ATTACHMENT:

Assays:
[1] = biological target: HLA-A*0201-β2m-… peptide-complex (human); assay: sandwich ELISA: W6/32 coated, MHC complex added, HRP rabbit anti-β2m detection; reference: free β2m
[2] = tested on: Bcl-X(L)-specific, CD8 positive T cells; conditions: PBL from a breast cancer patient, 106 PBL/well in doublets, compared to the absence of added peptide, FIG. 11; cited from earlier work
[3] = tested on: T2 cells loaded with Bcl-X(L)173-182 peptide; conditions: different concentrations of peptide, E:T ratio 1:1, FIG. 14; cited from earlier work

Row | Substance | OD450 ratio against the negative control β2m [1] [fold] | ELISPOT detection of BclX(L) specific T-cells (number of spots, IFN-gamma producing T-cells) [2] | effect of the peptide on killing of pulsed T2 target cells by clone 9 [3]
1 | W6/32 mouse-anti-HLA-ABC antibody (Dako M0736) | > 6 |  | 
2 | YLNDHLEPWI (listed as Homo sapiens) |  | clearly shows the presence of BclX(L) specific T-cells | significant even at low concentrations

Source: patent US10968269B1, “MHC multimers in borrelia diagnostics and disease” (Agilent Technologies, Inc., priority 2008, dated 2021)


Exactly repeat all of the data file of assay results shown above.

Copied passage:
Assays:
[1] = biological target: HLA-A*0201-β2m-… peptide-complex (human); assay: sandwich ELISA: W6/32 coated, MHC complex added, HRP rabbit anti-β2m detection; reference: free β2m
[2] = tested on: Bcl-X(L)-specific, CD8 positive T cells; conditions: PBL from a breast cancer patient, 106 PBL/well in doublets, compared to the absence of added peptide, FIG. 11; cited from earlier work
[3] = tested on: T2 cells loaded with Bcl-X(L)173-182 peptide; conditions: different concentrations of peptide, E:T ratio 1:1, FIG. 14; cited from earlier work

Row | Substance | OD450 ratio against the negative control β2m [1] [fold] | ELISPOT detection of BclX(L) specific T-cells (number of spots, IFN-gamma producing T-cells) [2] | effect of the peptide on killing of pulsed T2 target cells by clone 9 [3]
1 | W6/32 mouse-anti-HLA-ABC antibody (Dako M0736) | > 6 |  | 
2 | YLNDHLEPWI (listed as Homo sapiens) |  | clearly shows the presence of BclX(L) specific T-cells | significant even at low concentrations

Source: patent US10968269B1, “MHC multimers in borrelia diagnostics and disease” (Agilent Technologies, Inc., priority 2008, dated 2021)